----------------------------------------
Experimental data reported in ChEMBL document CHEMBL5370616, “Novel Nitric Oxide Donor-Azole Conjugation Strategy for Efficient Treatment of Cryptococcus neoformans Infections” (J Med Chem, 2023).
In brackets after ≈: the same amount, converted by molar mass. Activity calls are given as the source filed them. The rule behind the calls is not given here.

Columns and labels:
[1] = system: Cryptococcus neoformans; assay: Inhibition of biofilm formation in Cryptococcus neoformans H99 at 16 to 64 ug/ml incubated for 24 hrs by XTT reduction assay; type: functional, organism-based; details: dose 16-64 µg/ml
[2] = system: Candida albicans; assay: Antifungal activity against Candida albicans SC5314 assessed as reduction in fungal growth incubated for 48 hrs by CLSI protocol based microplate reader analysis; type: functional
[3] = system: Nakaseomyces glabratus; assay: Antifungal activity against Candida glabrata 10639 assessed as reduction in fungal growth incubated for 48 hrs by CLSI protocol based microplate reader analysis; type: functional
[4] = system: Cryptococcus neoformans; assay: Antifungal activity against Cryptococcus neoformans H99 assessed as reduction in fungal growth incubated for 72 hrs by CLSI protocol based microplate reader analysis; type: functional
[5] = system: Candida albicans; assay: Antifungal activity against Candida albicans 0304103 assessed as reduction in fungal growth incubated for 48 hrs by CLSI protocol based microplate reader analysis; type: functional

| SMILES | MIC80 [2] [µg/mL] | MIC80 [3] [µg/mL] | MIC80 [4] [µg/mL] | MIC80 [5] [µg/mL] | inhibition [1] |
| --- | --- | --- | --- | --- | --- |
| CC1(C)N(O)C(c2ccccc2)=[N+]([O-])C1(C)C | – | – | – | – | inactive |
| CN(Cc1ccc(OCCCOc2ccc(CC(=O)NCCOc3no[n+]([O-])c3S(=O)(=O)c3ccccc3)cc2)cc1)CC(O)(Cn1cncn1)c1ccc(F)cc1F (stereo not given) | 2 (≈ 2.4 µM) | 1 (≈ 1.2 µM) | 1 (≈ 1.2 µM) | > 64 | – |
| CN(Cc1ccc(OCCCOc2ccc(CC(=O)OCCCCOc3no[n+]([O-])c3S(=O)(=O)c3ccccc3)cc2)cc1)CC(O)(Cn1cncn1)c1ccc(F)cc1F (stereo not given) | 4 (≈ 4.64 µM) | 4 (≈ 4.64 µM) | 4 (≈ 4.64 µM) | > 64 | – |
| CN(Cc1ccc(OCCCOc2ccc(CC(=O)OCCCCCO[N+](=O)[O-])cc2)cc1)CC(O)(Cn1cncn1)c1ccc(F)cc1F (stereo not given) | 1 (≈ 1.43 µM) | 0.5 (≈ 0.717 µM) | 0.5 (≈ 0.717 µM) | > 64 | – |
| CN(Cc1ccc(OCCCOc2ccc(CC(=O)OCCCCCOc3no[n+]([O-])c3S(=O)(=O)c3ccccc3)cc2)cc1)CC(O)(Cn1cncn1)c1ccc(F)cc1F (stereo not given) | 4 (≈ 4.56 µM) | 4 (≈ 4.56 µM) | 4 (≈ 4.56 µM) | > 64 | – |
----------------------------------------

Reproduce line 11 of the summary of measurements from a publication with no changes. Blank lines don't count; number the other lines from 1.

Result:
| CC1(C)N(O)C(c2ccccc2)=[N+]([O-])C1(C)C | – | – | – | – | inactive |